In early 1864, the war for Indian Territory became bloodier than it had ever been before. Col. William Phillips, a man whom Cooper had fought in battle at Newtonia and Honey Springs, led 1,500 men from Ft. Gibson deep into Oklahoma Territory. Phillips ordered that his men take no prisoners and fly the infamous black flag. To each of the 5 Civilized Tribes he sent this message: "You understand that I am in earnest. Do you want peace? If so, let me know before we come to destroy." Phillips was as good as his word. The country that his men passed by was totally laid waste. His forces were responsible for the deaths of 250 Confederates and Native Americans that winter. He lost not a single man. Even in his only actual "battle" at Middle Boggy, he did not take a single casualty, while killing 47 Confederate Indians under Col. Johnny Jumper. Many of these were wounded, and when the troopers found them they cut their throats. Phillips only stiffened Confederate! resistance to Federal! forces in Indian Territory by his raid, and made no converts to the Union.
"The Indian Swamp Fox", Stand Watie, was dispatched by Cooper to avenge those 250 men killed by Phillip's forces. Watie's first move was to destroy the home of Cherokee Chief John Ross (who had betrayed the Confederacy). He then followed this up by capturing a Union Steamboat named the J.R. WILLIAMS, and with it $120,000 worth of munitions for the Federal army at Fort Gibson. The worst blow to the Federal forces was the attack on Cabin Creek and the supply train to Fort Gibson. After killing the Federal troops guarding it, they captured most of the wagons and burned the rest, destroying valuable supplies that were intended for Fort Gibson.
Cooper was planning to conduct more operations against Fort Gibson when he was called to the Oklahoma Territory Border. There he was ordered to demonstrate against Federal held Fort Smith on the Arkansas Border, in order to pull away Federal forces from assisting the invading Corps of Major General Frederick Steele. In other words, he was ordered to make a diversion. Besides his own forces, Cooper had under his command Brig. Gen. Richard Gano's Texas Brigade. However, the fighting here would be small and inconsequential.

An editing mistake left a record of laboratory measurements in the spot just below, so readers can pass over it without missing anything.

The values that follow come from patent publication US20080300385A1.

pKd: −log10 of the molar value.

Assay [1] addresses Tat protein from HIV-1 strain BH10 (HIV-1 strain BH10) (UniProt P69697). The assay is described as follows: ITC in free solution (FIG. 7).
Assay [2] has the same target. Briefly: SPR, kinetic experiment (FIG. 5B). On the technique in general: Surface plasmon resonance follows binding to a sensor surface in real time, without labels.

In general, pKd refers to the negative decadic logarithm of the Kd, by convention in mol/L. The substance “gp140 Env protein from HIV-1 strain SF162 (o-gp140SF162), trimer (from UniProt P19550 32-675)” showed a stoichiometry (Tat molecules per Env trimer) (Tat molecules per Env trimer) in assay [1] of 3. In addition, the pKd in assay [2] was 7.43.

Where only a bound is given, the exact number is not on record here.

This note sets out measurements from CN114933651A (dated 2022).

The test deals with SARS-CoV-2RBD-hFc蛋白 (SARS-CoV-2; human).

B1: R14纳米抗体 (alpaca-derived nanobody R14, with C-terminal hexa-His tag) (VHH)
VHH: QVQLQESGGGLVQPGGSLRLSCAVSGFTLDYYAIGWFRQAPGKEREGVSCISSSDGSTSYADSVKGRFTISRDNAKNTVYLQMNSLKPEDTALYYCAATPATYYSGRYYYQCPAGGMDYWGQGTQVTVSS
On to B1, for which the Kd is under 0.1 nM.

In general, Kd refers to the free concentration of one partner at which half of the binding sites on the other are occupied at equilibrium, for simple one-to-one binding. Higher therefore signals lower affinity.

On July 27th, 1864, just a little south of Fort Smith at a place known as Mazzard's Prairie, Cooper's men attacked some of the advanced units garrisoning Fort Smith. These three regiments that faced him were the 11th U.S. Colored Troops, a 200-man detachment of the 6th Kansas Cavalry, and the 2nd Independent Indiana Battery of Light Artillery. The battle was very short and bloody. Within one hour, Cooper lost 12 men dead and 20 men wounded. The Federals lost 12 men dead and 17 men wounded. However, the detachment of the 6th Kansas Cavalry was surrounded by one of Cooper's flank movements, and surrendered. Skirmishing around Fort Smith continued until August 1st. On August 24th, 1864, Cooper fought his last battle. It was a small-scale attack on Fort Smith, garrisoned by the 11th U.S. Colored Infantry and the Independent Battery. The attack was not meant to penetrate the Federal lines at all, but rather to draw attention toward Fort Smith and so that Federal reinforcements meant for Steele's help would be sent to the Fort. In the short fight, one Union soldier was killed and 13 more were wounded. Cooper's tactics worked, and he withdrew as Union high command frantically sent troops to Fort Smith to assist the beleaguered garrison. They missed Cooper altogether. He was recalled into action only one more time in the war, during Sterling Price's 1864 Invasion of Missouri, but his men saw very little, if any action.
Indian Territory was, for once, very quiet. Very little fighting happened after the skirmishing at Fort Smith. On February 21st, 1865, the disliked General Maxey was relieved of command. Thus Brigadier General Douglas Hancock Cooper became district commander of the whole of Indian Territory, but he knew that the war was already over. In April of 1865, the Chickasaw and Choctaw Nations surrendered to the United States Government. Cooper then surrendered all of his forces in the region. The war was finally over for him. His old regiment, the 1st, was surrendered by General Edmund Kirby Smith on May 26th, 1865.
After the war, Cooper and his family remained at Fort Washita. Little is known of Cooper's life after the war except that he would always be beloved by the Chickasaws and Choctaws and that he would always be a poor man. He sued the Federal Government on behalf of the tribes. The claims were that the U.S. Government had not acted upon their original promises that were made as early as 1820 in the removals to Oklahoma, all of these claims were true. On April 29th, 1879, the old warrior passed away at his home in Fort Washita and was buried, as requested, in an unmarked grave. To this day no-one knows where he is actually buried, although the location, the Old Fort's cemetery, has now been marked by a large monument bearing a carving of his face and several words of praise about him, few of which he would ever receive. "Kind and sympathetic by nature, generous to a fault, he was an honest man of noble impulses, and born a gentleman."